Columbus Discount's Holy Grail

Singles Clubs are a crapshoot. Anyone outside of the Columbus City Limits may have been suspect to simply jump onboard to the Columbus Discount Records great space coaster of a singles club, if only because most of the reported offerings were homegrown – I’d be hesitant to sign onto a label from Omaha’s club without some knowledge of the roster. It’s a good thing that folk have trust in our scene, as it’s surviving and thriving and spreading its influence far from the stretch of road that connects Washington Beach to Rontown. The CDR YR One is almost coming to an end (I’m thinking only Psych Horse and the Slicks have obligations on the way) and there’s rumor swirling YR 2 is even better, at least bigger – it would be hard to top some of the singles this club has pressed for our amusement.

But likely the biggest surprise that has come from the whole subscription is “The Voices of Men” – and lo and behold it doesn’t even bear a CDR label, it bears no label other than a blank white label. It was privately pressed. It was given as a gift. It’s absolutely free if you want it. And it’s likely a piece of the Holy Grail that CDR is just now searching for. The only info one will acquire from the small rectangular insert that comes with “The Voices of Men” is that it was recorded by Nudge Squidfish and Jim Shepard somewhere in the ‘80s. That’s all you get. It’s one-sided, so no reason to flip, instead just soak in the two odd minutes of creepy wonder. Jim Shepard almost turns in a disco number here, with a pulsating synth-beat, a flaying of flanged guitar trails, and the munchkin voices of mischief cajoling behind him. His message, as always, is potent, out to rally the proles against the bourgeoisie, and get them all over to his side.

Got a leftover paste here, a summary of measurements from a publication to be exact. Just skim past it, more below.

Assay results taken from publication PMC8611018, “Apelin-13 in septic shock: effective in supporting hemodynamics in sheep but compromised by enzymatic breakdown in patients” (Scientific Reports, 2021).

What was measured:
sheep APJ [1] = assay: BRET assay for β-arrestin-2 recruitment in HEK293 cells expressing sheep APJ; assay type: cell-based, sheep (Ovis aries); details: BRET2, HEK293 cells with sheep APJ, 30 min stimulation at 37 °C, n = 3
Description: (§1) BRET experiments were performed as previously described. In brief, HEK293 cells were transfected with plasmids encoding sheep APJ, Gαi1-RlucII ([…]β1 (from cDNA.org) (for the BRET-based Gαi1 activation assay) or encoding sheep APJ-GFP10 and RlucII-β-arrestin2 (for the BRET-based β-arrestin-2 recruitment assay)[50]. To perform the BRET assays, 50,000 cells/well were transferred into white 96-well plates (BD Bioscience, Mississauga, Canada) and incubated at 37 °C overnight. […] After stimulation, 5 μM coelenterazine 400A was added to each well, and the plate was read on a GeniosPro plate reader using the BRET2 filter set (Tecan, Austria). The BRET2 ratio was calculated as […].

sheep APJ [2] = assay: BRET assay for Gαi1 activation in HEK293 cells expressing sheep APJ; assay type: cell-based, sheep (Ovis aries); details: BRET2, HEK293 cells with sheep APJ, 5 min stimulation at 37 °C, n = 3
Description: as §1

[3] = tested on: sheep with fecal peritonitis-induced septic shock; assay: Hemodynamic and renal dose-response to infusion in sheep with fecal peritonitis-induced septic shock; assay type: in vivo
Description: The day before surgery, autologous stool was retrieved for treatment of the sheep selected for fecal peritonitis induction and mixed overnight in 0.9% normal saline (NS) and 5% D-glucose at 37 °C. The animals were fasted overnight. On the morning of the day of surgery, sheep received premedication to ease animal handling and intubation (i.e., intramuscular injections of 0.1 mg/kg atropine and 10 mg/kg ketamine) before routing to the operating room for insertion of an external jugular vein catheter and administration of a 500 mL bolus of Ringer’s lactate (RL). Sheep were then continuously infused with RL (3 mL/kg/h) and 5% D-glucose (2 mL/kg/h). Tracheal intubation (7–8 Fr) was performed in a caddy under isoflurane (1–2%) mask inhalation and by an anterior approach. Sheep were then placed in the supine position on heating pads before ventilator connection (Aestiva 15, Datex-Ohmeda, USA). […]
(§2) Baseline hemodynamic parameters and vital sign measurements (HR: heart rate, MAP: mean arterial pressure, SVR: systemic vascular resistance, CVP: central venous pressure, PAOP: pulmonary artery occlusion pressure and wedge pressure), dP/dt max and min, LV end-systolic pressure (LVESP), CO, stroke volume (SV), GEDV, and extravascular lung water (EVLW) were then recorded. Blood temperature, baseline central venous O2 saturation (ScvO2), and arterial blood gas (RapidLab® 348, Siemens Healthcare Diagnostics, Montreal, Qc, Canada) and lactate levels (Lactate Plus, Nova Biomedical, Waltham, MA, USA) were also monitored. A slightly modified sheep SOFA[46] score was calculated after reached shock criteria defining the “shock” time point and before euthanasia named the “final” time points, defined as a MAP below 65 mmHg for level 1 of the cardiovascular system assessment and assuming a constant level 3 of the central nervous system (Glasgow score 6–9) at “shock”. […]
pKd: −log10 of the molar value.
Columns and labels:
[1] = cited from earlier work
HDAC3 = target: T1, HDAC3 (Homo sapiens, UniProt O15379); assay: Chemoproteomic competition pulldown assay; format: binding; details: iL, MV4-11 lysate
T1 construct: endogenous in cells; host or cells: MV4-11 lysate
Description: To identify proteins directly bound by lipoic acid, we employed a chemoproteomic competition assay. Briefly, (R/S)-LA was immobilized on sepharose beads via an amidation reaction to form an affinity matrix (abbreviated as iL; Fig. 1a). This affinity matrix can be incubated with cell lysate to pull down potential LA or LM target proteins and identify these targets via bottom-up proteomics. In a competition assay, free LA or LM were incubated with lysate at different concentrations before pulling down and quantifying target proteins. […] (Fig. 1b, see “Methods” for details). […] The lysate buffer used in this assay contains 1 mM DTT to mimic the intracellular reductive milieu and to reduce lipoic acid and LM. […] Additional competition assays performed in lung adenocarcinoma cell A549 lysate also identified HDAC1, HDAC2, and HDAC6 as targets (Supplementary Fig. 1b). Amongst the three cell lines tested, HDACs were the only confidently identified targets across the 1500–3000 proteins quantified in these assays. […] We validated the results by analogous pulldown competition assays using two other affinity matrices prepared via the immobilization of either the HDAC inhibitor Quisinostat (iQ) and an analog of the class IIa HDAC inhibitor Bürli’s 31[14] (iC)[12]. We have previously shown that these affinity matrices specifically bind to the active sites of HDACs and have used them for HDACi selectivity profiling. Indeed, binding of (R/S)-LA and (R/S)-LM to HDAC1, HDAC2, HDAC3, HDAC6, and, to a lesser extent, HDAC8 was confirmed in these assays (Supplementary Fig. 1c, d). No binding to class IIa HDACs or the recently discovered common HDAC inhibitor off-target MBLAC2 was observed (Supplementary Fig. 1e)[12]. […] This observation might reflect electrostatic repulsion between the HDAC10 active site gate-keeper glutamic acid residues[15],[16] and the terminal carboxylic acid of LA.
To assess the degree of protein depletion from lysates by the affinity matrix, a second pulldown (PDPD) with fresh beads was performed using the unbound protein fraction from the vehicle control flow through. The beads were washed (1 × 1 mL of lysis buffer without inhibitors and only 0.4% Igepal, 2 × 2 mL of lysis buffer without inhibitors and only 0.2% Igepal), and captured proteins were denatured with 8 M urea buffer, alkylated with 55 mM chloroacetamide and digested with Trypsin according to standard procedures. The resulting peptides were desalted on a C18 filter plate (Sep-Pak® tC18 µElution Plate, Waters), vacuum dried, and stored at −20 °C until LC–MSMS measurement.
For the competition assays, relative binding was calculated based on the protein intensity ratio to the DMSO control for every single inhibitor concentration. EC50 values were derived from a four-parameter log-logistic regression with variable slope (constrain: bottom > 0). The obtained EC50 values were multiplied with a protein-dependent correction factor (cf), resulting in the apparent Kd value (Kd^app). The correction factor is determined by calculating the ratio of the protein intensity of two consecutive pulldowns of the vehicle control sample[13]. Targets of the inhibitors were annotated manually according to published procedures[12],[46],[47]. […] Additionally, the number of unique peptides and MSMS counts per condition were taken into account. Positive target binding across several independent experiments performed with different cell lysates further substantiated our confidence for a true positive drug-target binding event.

Listening through a smattering of older V-3 from older times, I’ve noticed the fascination, or perhaps forced parallelization of Shepard and Jim Jones. “The Voices of Men” ends with Jones at the pulpit – not sure if this was the final kool-aid procession. Nothing as harsh or massive, but from a Columbus bunker, Shepard plotted his inevitable (in his eyes) coup of the music industry and the detritus of celebrity and hyperbole that surrounded it. With his art – I distinctly remember the guy claiming Photograph Burns was one of the top five pieces of art in HISTORY, and I often believed him – he was bound to eventually topple the ideals of the ideal model, the penetration of unfiltered, unfettered, thought and pure expression through his words and music. This little unreleased gem may not change the world towards his ends, but it might just be the tip of the iceberg that opens the vaults for everyone to hear. For now, I’m game to get to pressing that Live ’97 Bernie’s bootleg, wherein V-3 literally destroys the dank club. That shit is brutal. Please CDR, next week? Let’s do this.

1 comment:

Jason said...

Nice review, couldn't find info on this anywhere.